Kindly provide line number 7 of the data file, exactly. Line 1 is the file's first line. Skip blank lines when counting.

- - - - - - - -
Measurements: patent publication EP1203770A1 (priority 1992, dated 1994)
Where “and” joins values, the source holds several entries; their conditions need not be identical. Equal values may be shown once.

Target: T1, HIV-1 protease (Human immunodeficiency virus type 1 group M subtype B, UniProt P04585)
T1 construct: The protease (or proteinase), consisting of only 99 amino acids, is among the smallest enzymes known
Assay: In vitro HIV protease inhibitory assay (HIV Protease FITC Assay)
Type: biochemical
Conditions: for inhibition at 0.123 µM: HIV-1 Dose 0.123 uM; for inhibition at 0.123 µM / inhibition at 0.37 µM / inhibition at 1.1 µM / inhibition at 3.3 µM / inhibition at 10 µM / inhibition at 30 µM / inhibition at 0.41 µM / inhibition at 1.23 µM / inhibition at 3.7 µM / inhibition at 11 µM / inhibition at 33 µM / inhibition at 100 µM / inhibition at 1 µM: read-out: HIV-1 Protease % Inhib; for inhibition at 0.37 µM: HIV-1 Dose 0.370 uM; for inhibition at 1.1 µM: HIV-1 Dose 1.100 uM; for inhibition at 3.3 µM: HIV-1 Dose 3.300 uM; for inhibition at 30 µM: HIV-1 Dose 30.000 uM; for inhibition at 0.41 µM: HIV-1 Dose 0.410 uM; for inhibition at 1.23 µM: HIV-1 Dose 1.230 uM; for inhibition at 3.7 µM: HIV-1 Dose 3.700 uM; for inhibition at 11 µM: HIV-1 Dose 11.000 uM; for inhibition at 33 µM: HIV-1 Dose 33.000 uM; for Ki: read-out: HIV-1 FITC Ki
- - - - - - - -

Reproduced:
Conditions: for inhibition at 0.123 µM: HIV-1 Dose 0.123 uM; for inhibition at 0.123 µM / inhibition at 0.37 µM / inhibition at 1.1 µM / inhibition at 3.3 µM / inhibition at 10 µM / inhibition at 30 µM / inhibition at 0.41 µM / inhibition at 1.23 µM / inhibition at 3.7 µM / inhibition at 11 µM / inhibition at 33 µM / inhibition at 100 µM / inhibition at 1 µM: read-out: HIV-1 Protease % Inhib; for inhibition at 0.37 µM: HIV-1 Dose 0.370 uM; for inhibition at 1.1 µM: HIV-1 Dose 1.100 uM; for inhibition at 3.3 µM: HIV-1 Dose 3.300 uM; for inhibition at 30 µM: HIV-1 Dose 30.000 uM; for inhibition at 0.41 µM: HIV-1 Dose 0.410 uM; for inhibition at 1.23 µM: HIV-1 Dose 1.230 uM; for inhibition at 3.7 µM: HIV-1 Dose 3.700 uM; for inhibition at 11 µM: HIV-1 Dose 11.000 uM; for inhibition at 33 µM: HIV-1 Dose 33.000 uM; for Ki: read-out: HIV-1 FITC Ki